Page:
A bill advanced Wednesday to the Senate floor that would keep South Carolina state government running if the fiscal year starts July 1 without a budget, but questions remain on how that would impact the Department of Transportation.
“I'll never be part of shutting down state government,” said Senate President Pro Tem Hugh Leatherman, R-Florence.
The vote by the Senate Finance Committee, which Leatherman chairs, allows for a floor vote on the measure when the Legislature reconvenes next week.
A six-member committee of House and Senate members concluded Monday that it would be futile to try to get a compromise on the main, $7 billion budget bill with two surplus spending bills unresolved. How much of the roughly $400 million surplus should go to road repair remains the biggest holdup.
The resolution would keep agencies open and employees paid until legislators can get a budget in place for 2015-16.
“It’s purely a safety net, not a white flag,” said Senate Majority Leader Harvey Peeler, R-Gaffney, a member of the budget conference committee.
Sen. Vincent Sheheen, D-Camden, suggested adding a deadline. He said he worries the open-ended resolution is “an invitation to a stalemate” that could continue through the fall.
“I don’t want it to be said the General Assembly is so dysfunctional it can’t even pass a budget on time,” he said.
Leatherman asked senators to make no changes to the resolution the House passed May 28, saying that would open up debate for a slew of other proposed amendments. But he guaranteed a budget will be passed, suggesting legislators could get it done by working through the last weekends of June.
The regular session ended June 4. The resolution that created the special session has it starting Tuesday and ending two days later. But no one expects that to happen. Additional days can be added.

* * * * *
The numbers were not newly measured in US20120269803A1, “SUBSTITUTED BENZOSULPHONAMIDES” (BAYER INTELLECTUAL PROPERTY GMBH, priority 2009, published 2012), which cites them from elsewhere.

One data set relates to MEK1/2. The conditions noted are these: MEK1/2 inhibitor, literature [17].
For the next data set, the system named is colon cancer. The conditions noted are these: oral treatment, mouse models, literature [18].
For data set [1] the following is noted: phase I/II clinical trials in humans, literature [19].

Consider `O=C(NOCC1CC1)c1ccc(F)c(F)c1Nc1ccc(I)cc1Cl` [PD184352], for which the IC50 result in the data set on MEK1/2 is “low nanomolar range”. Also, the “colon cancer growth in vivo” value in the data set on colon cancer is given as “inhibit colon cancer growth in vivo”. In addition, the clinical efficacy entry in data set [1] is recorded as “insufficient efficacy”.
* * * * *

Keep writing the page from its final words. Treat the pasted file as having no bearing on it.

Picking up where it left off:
Perhaps the biggest uncertainty with running government on a continuing resolution is how that would affect the Department of Transportation’s leadership.
A 2007 law that restructured the DOT made it a Cabinet agency and gave the governor the power to appoint its director. But that provision expires July 1. Legislators expected to deal with the sunset clause as part of a road-funding bill. But that bill never received a vote on the Senate floor due to a filibuster in the session’s waning weeks by Sen. Tom Davis, R-Beaufort, who opposes increasing gas taxes to pay for roadwork. He also wants further reform of DOT’s governing structure before the agency is given more money.
Davis, as well as a coalition of nonprofit groups, said at a news conference later Wednesday that reform must be what legislators focus on when debate on the bill resumes in January. The current system means no one is accountable to voters for road-funding decisions, they said.
A proposed budget clause would maintain the current structure for a year, in hopes legislators can reach agreement next session on how to fix South Carolina’s roads. But without a budget, the agency could be governed solely by a legislatively appointed commission, which could hire a director.
Currently, the director answers to both Gov. Nikki Haley and the commission. Haley wants legislators to abolish the commission.
Director Janet Oakley turned in her resignation last week, just 13 months after taking the job. She offered then to stay in the position until Haley finds her replacement.
Peeler questioned whether the agency could be leaderless July 1.
Depending on how budget talks progress Tuesday, Davis said, he may propose amending the continuing resolution to remove that uncertainty.